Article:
If I read about a rare disease or illness, I become instantly sure I have it. Ingrown armpit hair syndrome? Have it. Whiffy lady parts disease? Have it. Bizarre form of stress-induced amnesia? Wait, what were we talking about again?
See? I TOTALLY HAVE IT!
So when I read about the “lost tampon” phenomenon, I immediately knew there was a fossilized floater hiding out in my hoo-ha. I could feel it just waiting to strike me down with toxic shock syndrome, or attract a gang of crazed sharks to my house. Never mind the fact that I live thousands of miles from the ocean—IT COULD HAPPEN!
I took to The Google and tried to assess whether I had any of the warning signs of a Ghost Tampon:
- Vaginal discharge? Other than poor bladder control, nope.
- Foul odor? Other than my breath, nope.
- Abdominal discomfort? Other than muffin top overflow, nope.
- Uncomfortable sex? Other than the daylight hours, nope.
Not to be deterred by my lack of symptoms, I called my gynecologist anyway.
“Let me ask you a question, Ms. Rossow,” she inquired over the phone. “If you don’t have any indications of a lost tampon, why exactly do you think you might have one?”
“Because I read about it on the Internet! Duh.” I was a bit irritated at her lack of alarm. She clearly hadn’t seen the image search results for “lost tampon.” I, however, had been to the dark side. I had looked into the face of hoo-ha horrors. Well, not exactly the face.
The more you know, people. The more you know.
Twenty-four hours later, I was doing the gyno scoochy-scooch of shame down the examining table. You know the gyno scoochy-scooch of shame, right? “I’m going to need you to go ahead and scooch down for me. A little more. A little more. A little—WHOA! Back it up.”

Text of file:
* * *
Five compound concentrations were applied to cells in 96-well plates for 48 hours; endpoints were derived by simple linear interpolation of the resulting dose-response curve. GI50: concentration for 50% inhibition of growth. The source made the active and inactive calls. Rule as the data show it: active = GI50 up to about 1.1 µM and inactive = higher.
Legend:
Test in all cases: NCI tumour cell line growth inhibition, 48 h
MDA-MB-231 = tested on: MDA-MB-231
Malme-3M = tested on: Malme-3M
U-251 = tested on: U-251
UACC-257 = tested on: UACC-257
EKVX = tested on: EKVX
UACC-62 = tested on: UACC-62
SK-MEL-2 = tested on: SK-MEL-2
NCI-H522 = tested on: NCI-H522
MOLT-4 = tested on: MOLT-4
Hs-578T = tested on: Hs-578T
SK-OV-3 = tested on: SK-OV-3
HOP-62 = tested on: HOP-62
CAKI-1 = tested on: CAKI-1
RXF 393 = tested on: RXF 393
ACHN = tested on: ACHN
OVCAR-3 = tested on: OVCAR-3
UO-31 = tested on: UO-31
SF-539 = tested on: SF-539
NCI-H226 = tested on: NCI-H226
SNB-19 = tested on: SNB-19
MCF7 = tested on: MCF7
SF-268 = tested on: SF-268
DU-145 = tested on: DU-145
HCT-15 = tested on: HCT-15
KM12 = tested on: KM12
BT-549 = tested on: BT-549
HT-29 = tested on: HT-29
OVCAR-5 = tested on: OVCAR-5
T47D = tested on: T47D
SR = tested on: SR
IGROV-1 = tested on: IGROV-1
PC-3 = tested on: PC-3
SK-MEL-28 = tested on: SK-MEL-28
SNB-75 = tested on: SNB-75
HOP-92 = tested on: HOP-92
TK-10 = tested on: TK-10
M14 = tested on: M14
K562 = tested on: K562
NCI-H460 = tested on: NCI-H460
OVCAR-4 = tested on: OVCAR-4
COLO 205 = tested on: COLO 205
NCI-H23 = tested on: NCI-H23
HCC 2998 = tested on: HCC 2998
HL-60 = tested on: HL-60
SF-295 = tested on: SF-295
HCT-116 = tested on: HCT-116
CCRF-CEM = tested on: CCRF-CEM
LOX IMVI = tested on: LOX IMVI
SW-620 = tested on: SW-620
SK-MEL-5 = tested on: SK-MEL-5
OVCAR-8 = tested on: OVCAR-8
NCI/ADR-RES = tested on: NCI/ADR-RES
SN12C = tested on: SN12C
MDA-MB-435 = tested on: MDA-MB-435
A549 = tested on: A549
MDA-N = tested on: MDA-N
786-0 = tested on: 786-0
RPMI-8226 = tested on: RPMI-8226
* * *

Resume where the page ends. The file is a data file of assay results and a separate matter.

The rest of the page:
While I was scooching, my gynecologist reassured me that a “lost tampon” scare was no big deal at all–that it was actually a very common worry. After all, we lead busy lives. We can’t be expected to remember everything, can we?
If only there were a Molly Manners chapter on how to behave while our feet are in the stirrups. Are we supposed to just stare quietly at the poster of the kitten on the ceiling? “Hang in there, baby!” Or maybe we should try and follow the gynecologist’s play-by-play: “I’m just going to insert a Mack Truck now.” What is the appropriate response to this? Silence? Affirmations? Screaming? Certainly not moaning—I do know that much. Should we make a game of it? Red Rover, Red Rover, send Ghost Tampon over!
After the exam, my gynecologist assured me that there was no floater to be found, but I remained skeptical. I had birthed four huge babies in five long years. My vagina had been like a clown car—who knew what had been left behind? A small village of people could be living in there! Instead of Whoville, it would be Hoo-haville. There would be a mayor and she would give tours to visiting gynos: “On our right, you will see the scar tissue left behind after the Battle of the Babies. To the south, you will notice the Episiotomy Memorial.”
I hesitate to question someone with an M.D., but she’d gotten in and out of there a little too quickly for my taste. There was a lot of ground to cover. Maybe she should look again? Get back in there, give a holla and listen for the echo? Really take a good look around? I’m sure the mayor would have arranged for a tour of the tampon graveyard.
But nope. Nothing.
Luckily, there had been a lot of literature in the waiting room. Now that the fossilized tampon scare of 2015 was over, we could finally talk about my rare third breast disease.
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(Pssst. We have a whole Pinterest board dedicated to lady bits. Of course we do.)